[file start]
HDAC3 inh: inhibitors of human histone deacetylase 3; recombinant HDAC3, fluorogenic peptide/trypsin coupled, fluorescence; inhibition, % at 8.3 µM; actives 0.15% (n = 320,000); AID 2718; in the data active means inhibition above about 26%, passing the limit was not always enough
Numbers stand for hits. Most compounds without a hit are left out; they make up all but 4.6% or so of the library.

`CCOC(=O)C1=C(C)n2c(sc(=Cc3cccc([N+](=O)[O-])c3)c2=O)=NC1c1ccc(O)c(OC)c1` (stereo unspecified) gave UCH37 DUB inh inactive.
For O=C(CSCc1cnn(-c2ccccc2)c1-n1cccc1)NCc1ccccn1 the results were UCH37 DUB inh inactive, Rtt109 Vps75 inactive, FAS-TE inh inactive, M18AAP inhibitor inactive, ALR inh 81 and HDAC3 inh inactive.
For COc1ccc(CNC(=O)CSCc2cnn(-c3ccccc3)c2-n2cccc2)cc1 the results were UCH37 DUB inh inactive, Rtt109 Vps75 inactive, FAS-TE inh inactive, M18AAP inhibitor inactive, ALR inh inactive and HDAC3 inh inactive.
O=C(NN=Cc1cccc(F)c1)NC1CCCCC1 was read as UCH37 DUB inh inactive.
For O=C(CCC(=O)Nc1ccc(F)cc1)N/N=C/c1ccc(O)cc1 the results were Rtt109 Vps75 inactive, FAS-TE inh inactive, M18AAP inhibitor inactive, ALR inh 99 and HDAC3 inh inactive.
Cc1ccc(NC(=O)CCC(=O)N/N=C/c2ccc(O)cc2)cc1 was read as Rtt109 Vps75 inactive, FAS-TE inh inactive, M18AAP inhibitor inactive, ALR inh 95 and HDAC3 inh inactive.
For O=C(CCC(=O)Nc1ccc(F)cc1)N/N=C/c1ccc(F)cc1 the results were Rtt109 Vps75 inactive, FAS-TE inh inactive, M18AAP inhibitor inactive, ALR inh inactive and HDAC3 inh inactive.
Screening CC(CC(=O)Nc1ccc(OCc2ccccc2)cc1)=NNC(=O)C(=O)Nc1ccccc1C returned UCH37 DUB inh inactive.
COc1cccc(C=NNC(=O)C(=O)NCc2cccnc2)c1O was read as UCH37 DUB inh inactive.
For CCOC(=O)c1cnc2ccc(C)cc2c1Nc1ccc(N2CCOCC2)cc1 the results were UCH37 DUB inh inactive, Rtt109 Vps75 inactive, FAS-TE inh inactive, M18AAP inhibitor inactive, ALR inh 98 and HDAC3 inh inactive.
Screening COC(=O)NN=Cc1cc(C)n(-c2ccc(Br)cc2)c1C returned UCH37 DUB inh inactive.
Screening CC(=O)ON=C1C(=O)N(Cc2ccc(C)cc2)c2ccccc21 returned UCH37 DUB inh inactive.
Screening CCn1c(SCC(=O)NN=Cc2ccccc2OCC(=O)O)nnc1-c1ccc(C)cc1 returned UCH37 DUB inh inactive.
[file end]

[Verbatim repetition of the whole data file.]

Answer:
HDAC3 inh: inhibitors of human histone deacetylase 3; recombinant HDAC3, fluorogenic peptide/trypsin coupled, fluorescence; inhibition, % at 8.3 µM; actives 0.15% (n = 320,000); AID 2718; in the data active means inhibition above about 26%, passing the limit was not always enough
Numbers stand for hits. Most compounds without a hit are left out; they make up all but 4.6% or so of the library.

`CCOC(=O)C1=C(C)n2c(sc(=Cc3cccc([N+](=O)[O-])c3)c2=O)=NC1c1ccc(O)c(OC)c1` (stereo unspecified) gave UCH37 DUB inh inactive.
For O=C(CSCc1cnn(-c2ccccc2)c1-n1cccc1)NCc1ccccn1 the results were UCH37 DUB inh inactive, Rtt109 Vps75 inactive, FAS-TE inh inactive, M18AAP inhibitor inactive, ALR inh 81 and HDAC3 inh inactive.
For COc1ccc(CNC(=O)CSCc2cnn(-c3ccccc3)c2-n2cccc2)cc1 the results were UCH37 DUB inh inactive, Rtt109 Vps75 inactive, FAS-TE inh inactive, M18AAP inhibitor inactive, ALR inh inactive and HDAC3 inh inactive.
O=C(NN=Cc1cccc(F)c1)NC1CCCCC1 was read as UCH37 DUB inh inactive.
For O=C(CCC(=O)Nc1ccc(F)cc1)N/N=C/c1ccc(O)cc1 the results were Rtt109 Vps75 inactive, FAS-TE inh inactive, M18AAP inhibitor inactive, ALR inh 99 and HDAC3 inh inactive.
Cc1ccc(NC(=O)CCC(=O)N/N=C/c2ccc(O)cc2)cc1 was read as Rtt109 Vps75 inactive, FAS-TE inh inactive, M18AAP inhibitor inactive, ALR inh 95 and HDAC3 inh inactive.
For O=C(CCC(=O)Nc1ccc(F)cc1)N/N=C/c1ccc(F)cc1 the results were Rtt109 Vps75 inactive, FAS-TE inh inactive, M18AAP inhibitor inactive, ALR inh inactive and HDAC3 inh inactive.
Screening CC(CC(=O)Nc1ccc(OCc2ccccc2)cc1)=NNC(=O)C(=O)Nc1ccccc1C returned UCH37 DUB inh inactive.
COc1cccc(C=NNC(=O)C(=O)NCc2cccnc2)c1O was read as UCH37 DUB inh inactive.
For CCOC(=O)c1cnc2ccc(C)cc2c1Nc1ccc(N2CCOCC2)cc1 the results were UCH37 DUB inh inactive, Rtt109 Vps75 inactive, FAS-TE inh inactive, M18AAP inhibitor inactive, ALR inh 98 and HDAC3 inh inactive.
Screening COC(=O)NN=Cc1cc(C)n(-c2ccc(Br)cc2)c1C returned UCH37 DUB inh inactive.
Screening CC(=O)ON=C1C(=O)N(Cc2ccc(C)cc2)c2ccccc21 returned UCH37 DUB inh inactive.
Screening CCn1c(SCC(=O)NN=Cc2ccccc2OCC(=O)O)nnc1-c1ccc(C)cc1 returned UCH37 DUB inh inactive.